depth market knowledge making for a more transparent and, hence, competitive market and, considering their larger loan volumes, are eligible for relatively lower prices. The Netherlands is at the bottom of the list, with significantly lower margins. Although abn amro does not qualify for a position in the upper half of the list, at 1.4 it does realise the highest margin among the Dutch banks. Recording margins below 1.0, the other Dutch banks are among the last on the list (positions 25, 28 and 29 for Fortis, Rabobank and ing Bank, respectively). The arithmetic average of the non-interest income margin for 2002 for all 27 foreign banks included in the sample was 1.6. If the Dutch banks had achieved this average margin, their net income would have gone up by an estimated eur 9 billion (see also Chart 2.4). In line with the situation for the average roe, the relative positions held by the various countries on the basis of average interest income margins have changed little over the past five years. Apparently, there is a strong correlation between country and net interest margin. The us banks consistently record by far the highest margins, followed by the uk and Italian banks. The Dutch banks hold a middle position. The non-interest income margins have shown a significant decrease over the past five years. Whereas in 1997 some countries had still achieved margins in excess of 3 and two countries even in excess of 4, in 2002 most countries did not manage to exceed a level of 2 (see also Chart 2.5).

16

An international scorecard for measuring bank performance

Chart 2.5 Average interest income margin, 1997-2002 5

4

3

2

1

0 97

de

98

fr

99

uk

00

nl

01

ch

02

us

it

Source: Bankscope and own calculations.

2.3 Efficacy By contrast with the ratios analysed before, the degree of efficacy (cost to income ratio18) is subject to a much less pronounced country effect. Or, more in detail, in the preceding analyses the scores of different banks from one and the same country fairly matched the country average. Where the efficiency ratio is concerned, this is not the case, with considerable differences between the efficiency ratios of banks in the same country. Still, it is again the United Kingdom and the United States that perform well in this respect. In addition, two Italian banks record favourable (i.e. low) ratios, pushing the country’s average in the positive direction.19 On the basis of its average, the Netherlands holds a middle position. It is mainly corporate finance and investment banking operations that give rise to high (i.e. unfavourable) cost to income ratios. If allowance is made for the fact that those foreign banks whose scores are more unfavourable than those of the Dutch banks focus on such operations (such as Credit Suisse, Deutsche Bank, JP Morgan Chase, CapItalia and ubs), it must be concluded that the Dutch banks’ position is by no means good. However, in the second quarter of 2003, abn amro reaped the fruits of severe retrenchment operations in the form of an improvement of the cost to income ratio to 68%. Other Dutch banks, too, have undertaken action in recent years to improve their ratios. Since banks in other countries have undertaken similar action, it remains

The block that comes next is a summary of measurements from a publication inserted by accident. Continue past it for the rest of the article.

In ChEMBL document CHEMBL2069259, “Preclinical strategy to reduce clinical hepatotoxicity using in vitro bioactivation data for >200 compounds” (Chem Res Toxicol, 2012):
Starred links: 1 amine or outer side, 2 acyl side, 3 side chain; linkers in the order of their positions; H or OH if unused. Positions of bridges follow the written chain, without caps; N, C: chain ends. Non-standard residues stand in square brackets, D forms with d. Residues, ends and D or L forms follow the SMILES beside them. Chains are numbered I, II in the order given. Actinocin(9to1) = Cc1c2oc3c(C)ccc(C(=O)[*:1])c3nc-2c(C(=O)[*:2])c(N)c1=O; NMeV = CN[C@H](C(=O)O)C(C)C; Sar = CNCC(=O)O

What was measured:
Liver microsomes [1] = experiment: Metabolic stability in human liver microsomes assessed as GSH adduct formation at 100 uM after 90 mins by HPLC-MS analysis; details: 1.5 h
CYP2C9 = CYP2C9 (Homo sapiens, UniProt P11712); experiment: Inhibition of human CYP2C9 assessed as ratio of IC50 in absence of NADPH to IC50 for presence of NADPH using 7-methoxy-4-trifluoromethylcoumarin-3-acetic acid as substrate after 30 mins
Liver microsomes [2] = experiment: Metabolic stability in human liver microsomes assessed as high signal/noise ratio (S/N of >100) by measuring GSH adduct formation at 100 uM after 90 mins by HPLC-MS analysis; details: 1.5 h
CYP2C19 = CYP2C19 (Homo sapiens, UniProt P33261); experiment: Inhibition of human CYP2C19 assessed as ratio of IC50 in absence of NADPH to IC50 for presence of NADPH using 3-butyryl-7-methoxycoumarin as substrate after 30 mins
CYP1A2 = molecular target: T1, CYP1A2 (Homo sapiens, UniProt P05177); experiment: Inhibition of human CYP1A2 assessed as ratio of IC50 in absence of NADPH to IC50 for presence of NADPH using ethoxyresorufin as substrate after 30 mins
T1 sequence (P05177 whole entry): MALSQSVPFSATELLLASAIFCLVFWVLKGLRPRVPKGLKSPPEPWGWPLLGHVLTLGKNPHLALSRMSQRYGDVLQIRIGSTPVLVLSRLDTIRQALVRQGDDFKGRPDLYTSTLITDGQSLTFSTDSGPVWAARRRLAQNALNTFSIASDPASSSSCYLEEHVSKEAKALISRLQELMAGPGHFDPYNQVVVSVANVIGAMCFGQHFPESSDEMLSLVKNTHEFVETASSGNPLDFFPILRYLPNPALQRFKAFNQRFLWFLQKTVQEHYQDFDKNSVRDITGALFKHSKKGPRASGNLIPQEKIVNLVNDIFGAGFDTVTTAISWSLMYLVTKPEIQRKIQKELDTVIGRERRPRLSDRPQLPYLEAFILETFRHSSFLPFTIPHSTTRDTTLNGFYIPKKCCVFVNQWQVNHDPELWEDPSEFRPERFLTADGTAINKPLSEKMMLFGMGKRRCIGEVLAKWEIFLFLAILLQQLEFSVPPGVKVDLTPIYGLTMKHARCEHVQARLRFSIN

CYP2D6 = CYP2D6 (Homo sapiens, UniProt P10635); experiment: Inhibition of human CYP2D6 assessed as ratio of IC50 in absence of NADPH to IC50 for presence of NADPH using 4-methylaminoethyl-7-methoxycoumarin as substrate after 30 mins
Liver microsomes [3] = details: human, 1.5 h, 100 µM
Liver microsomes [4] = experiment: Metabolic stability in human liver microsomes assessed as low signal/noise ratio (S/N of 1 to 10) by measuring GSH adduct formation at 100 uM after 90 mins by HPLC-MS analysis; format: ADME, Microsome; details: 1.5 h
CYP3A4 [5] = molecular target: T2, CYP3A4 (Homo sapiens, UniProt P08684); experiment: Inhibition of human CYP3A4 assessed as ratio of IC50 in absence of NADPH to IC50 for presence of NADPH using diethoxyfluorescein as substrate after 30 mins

17

Chart 2.6 Average cost to income ratio, 2002 UK US IT ABN AMRO Rabobank NL FR ING Bank DE Fortis Bank CH 0

10

20

30

40

50

60

70

80

90

Source: Bankscope and own calculations.

to be seen whether the Dutch banks’ relative position in this respect will show an improvement in the future (see also Chart 2.6). Historical analysis of the cost to income ratio shows that, on average, the uk banks have consistently achieved favourable efficiency ratios over the past five years (see also Chart 2.7). On average, the us and Italian banks also perform well in this Chart 2.7 Average cost to income ratio, 1997-2002 90